I don't get along that well with my dad, either.  We're not... he never hit me.  But I have always been a very emotional person, and my dad completely disapproved of that.  He taught me that negative emotions weren't real, more or less- that I wasn't really "sad" I was just "manipulative" and trying to get something from him.  It's hard because I have that constant Dad voice in the back of my head questioning and invalidating a lot of my feelings.  But... he never hit me.

Thank you for sharing with us... I think all of the posts here make the community, as a whole, stronger... the solidarity of the thing.

I'm not sure I'm making sense.  I just woke up and last night was a nightmares night.  So I think I's a gonna shut up now. ;)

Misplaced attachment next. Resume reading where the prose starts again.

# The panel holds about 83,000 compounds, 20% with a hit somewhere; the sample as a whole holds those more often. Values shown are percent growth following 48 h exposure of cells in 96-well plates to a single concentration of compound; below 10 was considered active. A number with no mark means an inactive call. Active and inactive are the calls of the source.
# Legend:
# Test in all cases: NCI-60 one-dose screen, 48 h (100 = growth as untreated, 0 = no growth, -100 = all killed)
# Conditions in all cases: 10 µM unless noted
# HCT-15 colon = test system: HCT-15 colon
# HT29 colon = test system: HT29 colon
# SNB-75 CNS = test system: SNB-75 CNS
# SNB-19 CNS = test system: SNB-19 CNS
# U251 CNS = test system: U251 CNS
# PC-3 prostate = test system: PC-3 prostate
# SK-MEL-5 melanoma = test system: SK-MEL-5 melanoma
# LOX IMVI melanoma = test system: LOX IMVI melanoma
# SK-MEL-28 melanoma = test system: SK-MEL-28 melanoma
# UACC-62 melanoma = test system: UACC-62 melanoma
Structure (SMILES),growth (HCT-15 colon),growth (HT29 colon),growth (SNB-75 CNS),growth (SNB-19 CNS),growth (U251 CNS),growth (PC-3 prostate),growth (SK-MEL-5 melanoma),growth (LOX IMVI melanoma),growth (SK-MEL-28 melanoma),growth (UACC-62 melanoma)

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You are making perfect sense. I have that "Dad" voice, also. I call him "Bob" and I am "Bobby". The two of them fight it out for control of my soul. Through therapy I have empowered "Bobby" and been able to diminish the effect of "Bob".

The thing is I can never be rid of the negative because it too is a part of me. It defines me, to a certain extent, but doesn't control me. Oh, sure, he'll jump up and demand to be heard when I am tired and/or stressed out. But I REFUSE to let him run the show.

The duality of Robert.  ;)